“We played with a lot of punk rock and ska bands. Reel Big Fish, Unwritten Law, NOFX, Frenzal Rhomb… You could play big shows in front of hundreds of people. Playroom did that for many bands. If it wasn’t that, we wouldn’t have got the chance”, says Major, that was also a member of the local band Fetish.
“There was this band called Sunk Loto, they were underage at the time and played there with Deftones. Then Deftones actually took the kids with them to US”.
The GC’s establishment as a mandatory stop for big acts and the number of great venues across the coast enabled the emergence of a strong local scene. We could even say that it was more than “local”, as pretty much all that was made in Australia back then had some sort of connection with the Coast. In the 90’s Playroom fully supported The Runaway Boys, three guys from Melbourne who covered Stray Cats and The Clash, and turned out to become the renowned The Living End. This is Serious Mum and Cosmic Psychos (also from Melbourne), Sunnyboys, Radiators and You Am I (Sydney), The Screaming Jets (Newscastle), The Angels (Adelaide), Regurgitator and Bantha Fodder (Brisbane) and Grinspoon (Lismore) are just a few names that frequented the Playroom with locals such as Blister, John is Not Mad, The Julian Date and many others.
“That was a pretty exciting time for live music on the GC. Most of them [local bands] were all mates. You shared gear, organized group shows… You would all go see each other’s bands and wear their band shirts. The older more established bands would take the younger bands under their wings and help them out, show them the ropes”, remembers Jenkins. “The Playroom has seen some wild shit. If you fell on that carpet you would probably need a tetanus shot. It was also so sticky with all the grog and who knows what was spilt on it… It was pretty disgusting, but some of the best parties ever happened in there”.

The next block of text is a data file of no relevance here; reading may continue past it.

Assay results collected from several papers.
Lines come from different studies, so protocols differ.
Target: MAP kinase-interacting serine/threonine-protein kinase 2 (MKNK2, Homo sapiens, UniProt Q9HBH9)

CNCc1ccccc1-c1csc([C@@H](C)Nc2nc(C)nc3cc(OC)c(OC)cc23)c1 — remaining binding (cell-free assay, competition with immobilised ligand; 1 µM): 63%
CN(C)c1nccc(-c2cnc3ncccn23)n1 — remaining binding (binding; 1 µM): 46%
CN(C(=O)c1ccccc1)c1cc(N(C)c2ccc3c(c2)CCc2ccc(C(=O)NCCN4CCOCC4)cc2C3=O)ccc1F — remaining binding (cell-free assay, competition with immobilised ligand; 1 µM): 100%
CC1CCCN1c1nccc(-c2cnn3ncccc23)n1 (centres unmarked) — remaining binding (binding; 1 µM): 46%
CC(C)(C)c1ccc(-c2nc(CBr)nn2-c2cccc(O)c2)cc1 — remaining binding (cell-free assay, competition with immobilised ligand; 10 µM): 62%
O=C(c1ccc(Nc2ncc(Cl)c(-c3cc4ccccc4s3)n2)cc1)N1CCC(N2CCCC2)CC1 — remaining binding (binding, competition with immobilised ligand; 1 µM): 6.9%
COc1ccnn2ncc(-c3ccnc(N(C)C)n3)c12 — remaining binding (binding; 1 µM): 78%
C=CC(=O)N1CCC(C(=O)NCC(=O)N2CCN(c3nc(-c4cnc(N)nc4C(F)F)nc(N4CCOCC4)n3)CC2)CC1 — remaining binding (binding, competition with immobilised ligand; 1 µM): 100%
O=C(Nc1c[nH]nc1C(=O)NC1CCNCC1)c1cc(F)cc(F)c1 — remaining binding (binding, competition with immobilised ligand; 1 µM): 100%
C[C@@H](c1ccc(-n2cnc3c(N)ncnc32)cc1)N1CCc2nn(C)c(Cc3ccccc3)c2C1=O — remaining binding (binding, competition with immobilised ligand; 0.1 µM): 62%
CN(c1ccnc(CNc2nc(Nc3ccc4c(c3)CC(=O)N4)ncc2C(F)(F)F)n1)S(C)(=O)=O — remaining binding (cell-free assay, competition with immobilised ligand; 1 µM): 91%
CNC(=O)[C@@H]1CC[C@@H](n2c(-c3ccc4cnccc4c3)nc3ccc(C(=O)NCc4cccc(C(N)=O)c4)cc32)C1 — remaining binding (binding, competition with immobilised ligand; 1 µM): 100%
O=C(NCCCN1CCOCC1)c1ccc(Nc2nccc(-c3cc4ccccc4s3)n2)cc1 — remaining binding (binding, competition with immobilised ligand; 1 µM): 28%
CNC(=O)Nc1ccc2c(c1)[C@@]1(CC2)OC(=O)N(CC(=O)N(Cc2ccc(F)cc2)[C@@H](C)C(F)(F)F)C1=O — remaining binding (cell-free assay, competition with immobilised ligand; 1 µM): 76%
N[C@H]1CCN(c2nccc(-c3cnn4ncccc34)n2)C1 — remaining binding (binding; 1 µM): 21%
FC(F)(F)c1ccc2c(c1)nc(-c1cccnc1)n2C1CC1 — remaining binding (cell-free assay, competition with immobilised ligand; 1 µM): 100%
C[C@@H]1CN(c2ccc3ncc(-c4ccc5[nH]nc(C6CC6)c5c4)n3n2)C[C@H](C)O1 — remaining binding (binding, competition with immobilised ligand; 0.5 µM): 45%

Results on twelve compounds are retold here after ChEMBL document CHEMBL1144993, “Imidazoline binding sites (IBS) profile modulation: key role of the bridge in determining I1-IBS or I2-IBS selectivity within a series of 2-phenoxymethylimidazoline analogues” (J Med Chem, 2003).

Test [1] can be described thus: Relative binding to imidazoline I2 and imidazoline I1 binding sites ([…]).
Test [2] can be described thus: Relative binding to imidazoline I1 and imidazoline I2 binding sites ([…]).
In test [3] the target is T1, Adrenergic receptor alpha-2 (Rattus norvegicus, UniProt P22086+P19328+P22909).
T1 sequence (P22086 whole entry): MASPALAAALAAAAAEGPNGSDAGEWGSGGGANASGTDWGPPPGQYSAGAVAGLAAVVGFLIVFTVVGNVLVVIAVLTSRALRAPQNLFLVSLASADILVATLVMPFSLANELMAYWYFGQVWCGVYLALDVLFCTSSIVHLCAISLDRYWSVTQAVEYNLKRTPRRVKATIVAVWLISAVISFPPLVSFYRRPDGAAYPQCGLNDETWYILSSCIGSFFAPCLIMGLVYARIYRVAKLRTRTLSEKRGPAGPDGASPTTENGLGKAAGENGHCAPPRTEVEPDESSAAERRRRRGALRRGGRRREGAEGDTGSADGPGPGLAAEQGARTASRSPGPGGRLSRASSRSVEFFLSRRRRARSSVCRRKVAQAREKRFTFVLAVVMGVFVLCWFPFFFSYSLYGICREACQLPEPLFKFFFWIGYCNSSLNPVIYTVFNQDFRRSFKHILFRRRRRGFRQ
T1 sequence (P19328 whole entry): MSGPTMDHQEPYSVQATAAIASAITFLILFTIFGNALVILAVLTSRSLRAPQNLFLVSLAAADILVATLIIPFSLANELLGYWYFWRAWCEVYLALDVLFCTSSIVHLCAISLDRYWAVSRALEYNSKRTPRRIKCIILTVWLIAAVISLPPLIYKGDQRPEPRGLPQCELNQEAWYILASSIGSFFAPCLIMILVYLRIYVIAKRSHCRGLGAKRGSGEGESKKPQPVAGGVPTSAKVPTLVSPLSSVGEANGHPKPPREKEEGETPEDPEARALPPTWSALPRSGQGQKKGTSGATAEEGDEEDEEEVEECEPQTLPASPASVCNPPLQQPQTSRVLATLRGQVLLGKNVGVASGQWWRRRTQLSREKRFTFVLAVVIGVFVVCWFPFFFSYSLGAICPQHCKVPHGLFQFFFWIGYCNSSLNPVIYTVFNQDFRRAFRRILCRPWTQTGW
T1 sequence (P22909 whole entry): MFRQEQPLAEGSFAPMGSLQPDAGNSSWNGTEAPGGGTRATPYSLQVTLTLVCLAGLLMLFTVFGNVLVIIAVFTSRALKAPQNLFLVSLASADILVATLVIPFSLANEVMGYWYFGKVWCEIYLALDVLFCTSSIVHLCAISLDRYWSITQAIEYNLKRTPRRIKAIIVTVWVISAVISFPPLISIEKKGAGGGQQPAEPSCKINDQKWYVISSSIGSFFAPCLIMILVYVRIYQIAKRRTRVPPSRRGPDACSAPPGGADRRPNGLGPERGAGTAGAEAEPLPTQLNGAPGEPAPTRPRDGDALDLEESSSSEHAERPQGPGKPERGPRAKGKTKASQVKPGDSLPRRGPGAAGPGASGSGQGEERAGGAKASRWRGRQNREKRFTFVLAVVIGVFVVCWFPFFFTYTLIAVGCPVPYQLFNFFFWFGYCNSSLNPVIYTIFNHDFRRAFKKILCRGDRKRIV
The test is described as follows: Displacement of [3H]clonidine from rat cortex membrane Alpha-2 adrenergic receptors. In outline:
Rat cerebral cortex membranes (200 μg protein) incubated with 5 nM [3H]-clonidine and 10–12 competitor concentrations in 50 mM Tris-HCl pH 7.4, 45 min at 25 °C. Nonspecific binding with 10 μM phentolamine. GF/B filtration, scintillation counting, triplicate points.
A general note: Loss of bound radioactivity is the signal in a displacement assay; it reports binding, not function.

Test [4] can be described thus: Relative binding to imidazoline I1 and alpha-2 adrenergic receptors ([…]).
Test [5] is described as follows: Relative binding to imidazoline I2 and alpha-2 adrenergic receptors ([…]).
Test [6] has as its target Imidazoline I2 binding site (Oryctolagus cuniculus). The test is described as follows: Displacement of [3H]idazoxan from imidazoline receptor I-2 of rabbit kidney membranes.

“Every night was a good night at The Playroom”, says Cox.
But sometimes Palmy’s laid back vibes couldn’t beat drunk rockers. Probably the most infamous gig there was the Motörhead one, in 1991. The Playroom was packed, with sold out tickets and a crowd of 1500 people.
“We got them all in, it was a tense night. I don’t think Lemmy [Kilmister, the frontman] was ready for the Australian culture of beer drinking indoors”, remembers Cox.
That night, after a few songs, Lemmy got hit by a beer can on stage and got on the microphone saying the band would stop the show if cans kept flying. Of course, they kept flying.
“Fuck off, I’m not doing it”, he said, walking side stage.
Cox tried to convince the band to go back, but they refused and headed to the side exit, got in the tour bus and just left. That, on top of the fact that the band’s production had forbidden the public to enter the venue with metals (chains, belts, rings etc), pissed everyone off.
“We had to tell the crowd the band would not be coming back on, so they should come back around to get a refund. As they were walking, about three quarters through, someone shouted ‘they’re just going to lock us out without refunding our money!’. Flying chairs, people getting hurt… Everyone was ushered outside and it turned into a massive riot, it was full on. But that’s probably the worst thing that ever happened there”, remembers Major.
“The police came down with back up… it was not pretty. That show was the first of Motörhead’s tour and made headlines everywhere”, says Cox.
The ex-manager became quite used to finding himself in some odd situations with rock icons – from catching Joey Ramone about to fall from stage to climbing down the fire stairs carrying drunk Michael Hutchence [INXS] on his shoulders or going to the gym in Palmy with Henry Rollins [Black Flag, Rollins Band].
“I was setting everything up then someone came over and said ‘Henry wants to go to the gym, is there a gym around here?’, I said ‘Yeah, over there’ and somehow I ended up going to the gym with him… So Henry Rollins turning up at your local gym, people looking at him, his Search and Destroy tattoo… That was a fun scenario”, Cox laughs.
In general, Playroom’s informal atmosphere was seen as positive. According to Cox, it was often a favourite warm-up venue for some big acts. According t0 Cox, The Rolling Stones wanted to hire the venue for a week, close it down and just practice.
“In 1992 or 1993 INXS had just came back from a stadium tour, they had sold out Wembley, and they wanted to come back to The Playroom. Hutchence has said in the past that it’s great playing at these massive venues, but you can’t see people”, remembers Cox.
It’s said that Guns’n’Roses were secretly planning a gig under a different name, in an attempt to perform in a more intimate setting. Major suggests it was actually about to happen, when Playroom was abruptly shut down:
“Can you imagine that? People would go there as usual and suddenly Guns’n’Roses would be playing”.
Making a wake